Drilling at Home Does Nothing For U.S. Oil Addiction

With the average gallon of gas in the U.S. hovering around $4 and Middle Eastern upheaval threatening countries’ production, the "drill here, drill now" mantra has risen from the ashes of the 2008 election — this time echoed by none other than President Barack Obama. Although this policy might be politically sound, it does nothing considering oil prices are dictated by OPEC production. Instead of wasting time and resources to pursue an unsustainable policy guaranteed to further our dependency on oil while spoiling some of our pristine nature preserves and coast lines, Americans should channel the enthusiasm of “drill, baby, drill” into a committed pursuit of renewable energy sources that can sustain and strengthen our country.  

Even if the U.S. was able to produce enough domestic oil to meet such a demand, a significant portion would not stay stateside because — unlike other oil-producing countries — the U.S. does not have a state-run oil company. Instead, U.S. oil would be exported to the global market by the oil companies. Today, U.S. exports total approximately 1.7 million bbl per day, roughly 18% of its oil production. If the point of increasing domestic production is to wean ourselves off of oil from other countries, having to buy our own oil back isn’t a rational solution.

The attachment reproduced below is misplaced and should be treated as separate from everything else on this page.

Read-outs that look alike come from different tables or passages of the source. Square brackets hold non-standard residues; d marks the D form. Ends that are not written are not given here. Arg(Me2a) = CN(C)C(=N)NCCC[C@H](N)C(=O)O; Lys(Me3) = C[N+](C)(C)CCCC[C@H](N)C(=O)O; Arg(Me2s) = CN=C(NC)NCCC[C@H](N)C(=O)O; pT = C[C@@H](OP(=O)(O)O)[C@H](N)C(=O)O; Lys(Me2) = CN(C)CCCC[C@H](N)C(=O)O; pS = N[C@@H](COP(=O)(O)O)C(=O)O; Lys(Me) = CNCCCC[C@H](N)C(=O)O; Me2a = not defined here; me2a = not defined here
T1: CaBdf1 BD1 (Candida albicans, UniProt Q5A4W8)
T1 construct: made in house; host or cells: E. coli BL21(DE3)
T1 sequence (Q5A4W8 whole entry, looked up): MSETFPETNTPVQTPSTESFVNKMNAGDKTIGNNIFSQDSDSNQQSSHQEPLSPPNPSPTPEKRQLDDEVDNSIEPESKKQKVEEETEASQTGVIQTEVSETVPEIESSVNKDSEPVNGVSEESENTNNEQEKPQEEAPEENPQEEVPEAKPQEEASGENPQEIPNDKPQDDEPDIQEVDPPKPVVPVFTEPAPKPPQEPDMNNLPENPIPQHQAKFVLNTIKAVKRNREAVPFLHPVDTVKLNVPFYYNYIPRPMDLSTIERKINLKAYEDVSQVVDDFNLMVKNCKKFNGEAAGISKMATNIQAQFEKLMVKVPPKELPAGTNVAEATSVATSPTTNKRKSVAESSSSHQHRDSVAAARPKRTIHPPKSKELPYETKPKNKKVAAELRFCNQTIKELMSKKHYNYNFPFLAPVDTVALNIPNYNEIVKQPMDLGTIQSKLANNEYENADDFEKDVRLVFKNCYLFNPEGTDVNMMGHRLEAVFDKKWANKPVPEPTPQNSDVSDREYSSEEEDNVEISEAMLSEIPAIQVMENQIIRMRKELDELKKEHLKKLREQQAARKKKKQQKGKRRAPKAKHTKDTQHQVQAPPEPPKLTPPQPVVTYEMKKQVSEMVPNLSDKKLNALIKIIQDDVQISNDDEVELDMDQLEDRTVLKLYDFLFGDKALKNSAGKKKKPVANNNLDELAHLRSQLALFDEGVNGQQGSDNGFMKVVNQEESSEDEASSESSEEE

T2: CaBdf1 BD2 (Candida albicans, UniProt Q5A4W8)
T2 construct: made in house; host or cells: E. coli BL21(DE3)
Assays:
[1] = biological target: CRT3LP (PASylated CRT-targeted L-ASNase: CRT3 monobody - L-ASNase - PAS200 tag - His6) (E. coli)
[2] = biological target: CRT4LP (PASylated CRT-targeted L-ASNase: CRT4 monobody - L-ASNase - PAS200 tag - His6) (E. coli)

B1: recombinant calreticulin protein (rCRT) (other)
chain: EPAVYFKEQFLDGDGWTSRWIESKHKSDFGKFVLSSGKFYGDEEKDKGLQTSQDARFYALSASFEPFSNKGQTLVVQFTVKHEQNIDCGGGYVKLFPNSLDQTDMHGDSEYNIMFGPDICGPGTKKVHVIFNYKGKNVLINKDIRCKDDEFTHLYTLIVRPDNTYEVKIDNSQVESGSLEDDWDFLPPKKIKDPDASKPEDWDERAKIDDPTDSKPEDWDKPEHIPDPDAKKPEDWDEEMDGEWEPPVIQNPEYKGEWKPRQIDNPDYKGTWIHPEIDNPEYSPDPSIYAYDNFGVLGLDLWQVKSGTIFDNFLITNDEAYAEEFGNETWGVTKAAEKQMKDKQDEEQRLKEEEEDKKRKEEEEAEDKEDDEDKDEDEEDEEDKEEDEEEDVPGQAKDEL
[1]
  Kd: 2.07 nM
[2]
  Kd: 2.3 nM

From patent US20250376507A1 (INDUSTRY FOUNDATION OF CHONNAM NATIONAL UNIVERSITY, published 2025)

The only way out from under the burden of heavy gas prices and the arbitrary global oil market is to invest in alternative energy sources that not only free us from the destructive nature of petroleum, but coal and natural gas as well. Imagine American highways filled with electric cars powered by a power grid based off of vertical axis wind turbines, houses covered with solar panel shingles, and a revised and renovated transportation infrastructure that moves freight and passengers on high speed electric rail. These technologies exist and, with enough political will and courage, could be implemented by a forward-looking Congress.

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